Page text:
A normal D-dimer result (< or =250 ng/mL D-Dimer Units (DDU); < or =0.50 mcg/mL Fibrinogen Equivalent Units [FEU]) has a negative predictive value of approximately 95% for the exclusion of acute pulmonary embolism (PE) or deep vein thrombosis (DVT) when there is low or moderate pretest pulmonary embolism or deep vein thrombosis probability. In other words, a normal or “negative” D-dimer result (< or =250 ng/mL D-Dimer Units (DDU); < or =0.50 mcg/mL Fibrinogen Equivalent Units [FEU]) means that it is most likely that the person tested does not have an acute condition or disease causing abnormal clot formation and breakdown. Most health practitioners agree that a negative D-dimer is most valid and useful when the test is done for people who are considered to be at low to moderate risk for thrombosis. TheD-dimer test is used to help rule out clotting as the cause of symptoms.
D-dimer concentrations increase with age and, thus, the specificity for deep vein thrombosis (DVT) and pulmonary embolism (PE) exclusion decreases with age. For deep vein thrombosis (DVT) or pulmonary embolism (PE) exclusion, in addition to clinical pretest probability, age-adjusted D-dimer cutoffs are suggested for patients more than 50 years of age.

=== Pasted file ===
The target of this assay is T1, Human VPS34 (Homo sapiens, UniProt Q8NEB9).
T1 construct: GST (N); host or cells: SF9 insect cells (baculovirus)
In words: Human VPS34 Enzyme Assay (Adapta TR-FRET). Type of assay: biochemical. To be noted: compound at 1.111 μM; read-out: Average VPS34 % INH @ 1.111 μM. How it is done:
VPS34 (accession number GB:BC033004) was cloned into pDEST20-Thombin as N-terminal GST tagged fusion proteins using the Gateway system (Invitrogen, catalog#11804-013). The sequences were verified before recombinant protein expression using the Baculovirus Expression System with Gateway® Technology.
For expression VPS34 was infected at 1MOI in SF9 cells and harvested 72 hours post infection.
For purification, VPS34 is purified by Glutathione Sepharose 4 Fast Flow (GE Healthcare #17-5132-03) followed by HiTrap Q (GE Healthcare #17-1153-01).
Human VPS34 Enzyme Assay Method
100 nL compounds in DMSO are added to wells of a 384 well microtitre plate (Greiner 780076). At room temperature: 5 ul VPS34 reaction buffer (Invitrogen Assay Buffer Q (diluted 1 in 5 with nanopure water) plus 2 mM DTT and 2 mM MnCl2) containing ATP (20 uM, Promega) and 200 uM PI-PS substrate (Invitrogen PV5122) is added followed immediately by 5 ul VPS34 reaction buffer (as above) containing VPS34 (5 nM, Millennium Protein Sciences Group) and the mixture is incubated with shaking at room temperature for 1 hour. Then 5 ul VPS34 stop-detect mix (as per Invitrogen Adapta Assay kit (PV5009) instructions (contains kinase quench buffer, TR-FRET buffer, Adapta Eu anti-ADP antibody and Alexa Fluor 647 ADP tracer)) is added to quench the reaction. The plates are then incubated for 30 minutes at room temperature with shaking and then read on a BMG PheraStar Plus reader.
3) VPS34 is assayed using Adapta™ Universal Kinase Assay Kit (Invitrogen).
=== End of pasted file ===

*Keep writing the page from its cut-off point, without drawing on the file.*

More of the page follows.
Recent evidence suggests using clinical pretest probability and age-adjusted cutoffs to improve the performance of D-dimer testing in patients greater than 50 years of age. In recent studies, when compared to a fixed D-dimer cutoff, age adjusted D-dimer cutoff values (calculated as follows: age [years] x 10 ng/mL) resulted in equivalent outcomes and no additional false negative findings 1).
Lipemia can interfere with this assay, occasionally causing an under-estimation of the D-dimer level. Therefore, results from lipemic specimens should be interpreted with caution.
High D-dimer levels
Elevated D-dimer values are abnormal but do not indicate a specific disease state.A higher than normal D-dimer level might mean you have had a significant blood clot. A positive D-dimer result may indicate the presence of an abnormally high level of fibrin degradation products. Elevated D-dimer value indicates that there may be significant blood clot (thrombus) formation and breakdown in the body, but it does not tell the location ofthe clot or what caused it. For example, it may be due to a venous thromboembolism (VTE) or disseminated intravascular coagulation (DIC). Typically, the D-dimer level is very elevated in disseminated intravascular coagulation (DIC).